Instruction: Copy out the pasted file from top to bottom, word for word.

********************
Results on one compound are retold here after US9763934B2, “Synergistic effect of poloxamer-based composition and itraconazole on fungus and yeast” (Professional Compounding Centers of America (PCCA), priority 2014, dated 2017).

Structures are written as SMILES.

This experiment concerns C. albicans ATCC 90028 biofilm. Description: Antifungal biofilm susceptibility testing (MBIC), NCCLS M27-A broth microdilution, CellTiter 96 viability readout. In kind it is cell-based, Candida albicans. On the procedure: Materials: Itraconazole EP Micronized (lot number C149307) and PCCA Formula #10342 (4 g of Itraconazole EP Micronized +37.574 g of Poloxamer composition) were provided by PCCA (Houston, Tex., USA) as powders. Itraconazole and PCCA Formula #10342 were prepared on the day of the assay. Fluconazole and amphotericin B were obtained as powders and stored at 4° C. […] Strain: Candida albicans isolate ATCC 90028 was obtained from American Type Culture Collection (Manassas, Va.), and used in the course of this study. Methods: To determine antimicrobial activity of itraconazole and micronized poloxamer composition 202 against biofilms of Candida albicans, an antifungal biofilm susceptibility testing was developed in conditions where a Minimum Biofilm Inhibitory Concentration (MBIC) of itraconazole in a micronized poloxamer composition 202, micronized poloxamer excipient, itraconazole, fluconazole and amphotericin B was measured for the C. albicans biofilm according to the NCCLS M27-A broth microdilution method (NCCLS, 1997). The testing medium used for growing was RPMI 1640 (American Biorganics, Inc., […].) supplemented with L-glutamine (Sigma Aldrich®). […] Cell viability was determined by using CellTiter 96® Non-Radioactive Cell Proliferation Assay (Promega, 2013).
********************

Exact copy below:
Results on one compound are retold here after US9763934B2, “Synergistic effect of poloxamer-based composition and itraconazole on fungus and yeast” (Professional Compounding Centers of America (PCCA), priority 2014, dated 2017).

Structures are written as SMILES.

This experiment concerns C. albicans ATCC 90028 biofilm. Description: Antifungal biofilm susceptibility testing (MBIC), NCCLS M27-A broth microdilution, CellTiter 96 viability readout. In kind it is cell-based, Candida albicans. On the procedure: Materials: Itraconazole EP Micronized (lot number C149307) and PCCA Formula #10342 (4 g of Itraconazole EP Micronized +37.574 g of Poloxamer composition) were provided by PCCA (Houston, Tex., USA) as powders. Itraconazole and PCCA Formula #10342 were prepared on the day of the assay. Fluconazole and amphotericin B were obtained as powders and stored at 4° C. […] Strain: Candida albicans isolate ATCC 90028 was obtained from American Type Culture Collection (Manassas, Va.), and used in the course of this study. Methods: To determine antimicrobial activity of itraconazole and micronized poloxamer composition 202 against biofilms of Candida albicans, an antifungal biofilm susceptibility testing was developed in conditions where a Minimum Biofilm Inhibitory Concentration (MBIC) of itraconazole in a micronized poloxamer composition 202, micronized poloxamer excipient, itraconazole, fluconazole and amphotericin B was measured for the C. albicans biofilm according to the NCCLS M27-A broth microdilution method (NCCLS, 1997). The testing medium used for growing was RPMI 1640 (American Biorganics, Inc., […].) supplemented with L-glutamine (Sigma Aldrich®). […] Cell viability was determined by using CellTiter 96® Non-Radioactive Cell Proliferation Assay (Promega, 2013).